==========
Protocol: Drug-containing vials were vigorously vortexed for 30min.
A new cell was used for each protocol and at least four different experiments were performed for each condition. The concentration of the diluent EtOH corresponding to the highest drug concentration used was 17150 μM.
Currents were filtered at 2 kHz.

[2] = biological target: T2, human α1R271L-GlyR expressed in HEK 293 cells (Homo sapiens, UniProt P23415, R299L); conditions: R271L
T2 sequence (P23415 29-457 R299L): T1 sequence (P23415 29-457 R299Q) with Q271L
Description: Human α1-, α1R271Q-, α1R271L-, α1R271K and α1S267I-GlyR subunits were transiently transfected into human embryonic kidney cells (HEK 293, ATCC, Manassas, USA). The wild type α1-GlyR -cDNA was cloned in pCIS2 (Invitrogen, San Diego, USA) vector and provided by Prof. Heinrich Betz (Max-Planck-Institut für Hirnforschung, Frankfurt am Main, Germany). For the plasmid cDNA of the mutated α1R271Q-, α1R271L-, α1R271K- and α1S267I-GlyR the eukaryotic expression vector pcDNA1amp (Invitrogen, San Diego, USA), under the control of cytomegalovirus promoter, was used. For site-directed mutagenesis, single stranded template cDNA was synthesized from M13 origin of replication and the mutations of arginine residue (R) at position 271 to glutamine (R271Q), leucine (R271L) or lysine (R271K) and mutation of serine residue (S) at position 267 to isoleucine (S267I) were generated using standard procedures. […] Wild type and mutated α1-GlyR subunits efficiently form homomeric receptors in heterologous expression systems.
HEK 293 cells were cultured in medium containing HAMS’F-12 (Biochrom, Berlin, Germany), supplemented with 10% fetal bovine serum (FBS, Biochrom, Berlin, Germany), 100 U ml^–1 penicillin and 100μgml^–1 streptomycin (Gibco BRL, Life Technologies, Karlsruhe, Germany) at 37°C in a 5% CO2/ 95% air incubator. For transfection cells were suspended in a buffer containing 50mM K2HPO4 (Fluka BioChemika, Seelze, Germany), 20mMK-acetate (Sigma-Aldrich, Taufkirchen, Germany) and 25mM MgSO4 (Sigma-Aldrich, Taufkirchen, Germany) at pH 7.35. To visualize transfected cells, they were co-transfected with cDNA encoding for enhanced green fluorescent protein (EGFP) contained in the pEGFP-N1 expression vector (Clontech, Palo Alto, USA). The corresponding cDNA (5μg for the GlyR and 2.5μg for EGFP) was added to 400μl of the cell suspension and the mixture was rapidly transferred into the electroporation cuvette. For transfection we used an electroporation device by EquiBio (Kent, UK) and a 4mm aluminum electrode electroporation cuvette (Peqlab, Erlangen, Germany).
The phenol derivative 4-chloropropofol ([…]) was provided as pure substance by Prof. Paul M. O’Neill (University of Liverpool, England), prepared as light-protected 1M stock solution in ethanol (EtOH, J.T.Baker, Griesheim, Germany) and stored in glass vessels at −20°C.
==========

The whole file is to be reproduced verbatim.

Protocol: Drug-containing vials were vigorously vortexed for 30min.
A new cell was used for each protocol and at least four different experiments were performed for each condition. The concentration of the diluent EtOH corresponding to the highest drug concentration used was 17150 μM.
Currents were filtered at 2 kHz.

[2] = biological target: T2, human α1R271L-GlyR expressed in HEK 293 cells (Homo sapiens, UniProt P23415, R299L); conditions: R271L
T2 sequence (P23415 29-457 R299L): T1 sequence (P23415 29-457 R299Q) with Q271L
Description: Human α1-, α1R271Q-, α1R271L-, α1R271K and α1S267I-GlyR subunits were transiently transfected into human embryonic kidney cells (HEK 293, ATCC, Manassas, USA). The wild type α1-GlyR -cDNA was cloned in pCIS2 (Invitrogen, San Diego, USA) vector and provided by Prof. Heinrich Betz (Max-Planck-Institut für Hirnforschung, Frankfurt am Main, Germany). For the plasmid cDNA of the mutated α1R271Q-, α1R271L-, α1R271K- and α1S267I-GlyR the eukaryotic expression vector pcDNA1amp (Invitrogen, San Diego, USA), under the control of cytomegalovirus promoter, was used. For site-directed mutagenesis, single stranded template cDNA was synthesized from M13 origin of replication and the mutations of arginine residue (R) at position 271 to glutamine (R271Q), leucine (R271L) or lysine (R271K) and mutation of serine residue (S) at position 267 to isoleucine (S267I) were generated using standard procedures. […] Wild type and mutated α1-GlyR subunits efficiently form homomeric receptors in heterologous expression systems.
HEK 293 cells were cultured in medium containing HAMS’F-12 (Biochrom, Berlin, Germany), supplemented with 10% fetal bovine serum (FBS, Biochrom, Berlin, Germany), 100 U ml^–1 penicillin and 100μgml^–1 streptomycin (Gibco BRL, Life Technologies, Karlsruhe, Germany) at 37°C in a 5% CO2/ 95% air incubator. For transfection cells were suspended in a buffer containing 50mM K2HPO4 (Fluka BioChemika, Seelze, Germany), 20mMK-acetate (Sigma-Aldrich, Taufkirchen, Germany) and 25mM MgSO4 (Sigma-Aldrich, Taufkirchen, Germany) at pH 7.35. To visualize transfected cells, they were co-transfected with cDNA encoding for enhanced green fluorescent protein (EGFP) contained in the pEGFP-N1 expression vector (Clontech, Palo Alto, USA). The corresponding cDNA (5μg for the GlyR and 2.5μg for EGFP) was added to 400μl of the cell suspension and the mixture was rapidly transferred into the electroporation cuvette. For transfection we used an electroporation device by EquiBio (Kent, UK) and a 4mm aluminum electrode electroporation cuvette (Peqlab, Erlangen, Germany).
The phenol derivative 4-chloropropofol ([…]) was provided as pure substance by Prof. Paul M. O’Neill (University of Liverpool, England), prepared as light-protected 1M stock solution in ethanol (EtOH, J.T.Baker, Griesheim, Germany) and stored in glass vessels at −20°C.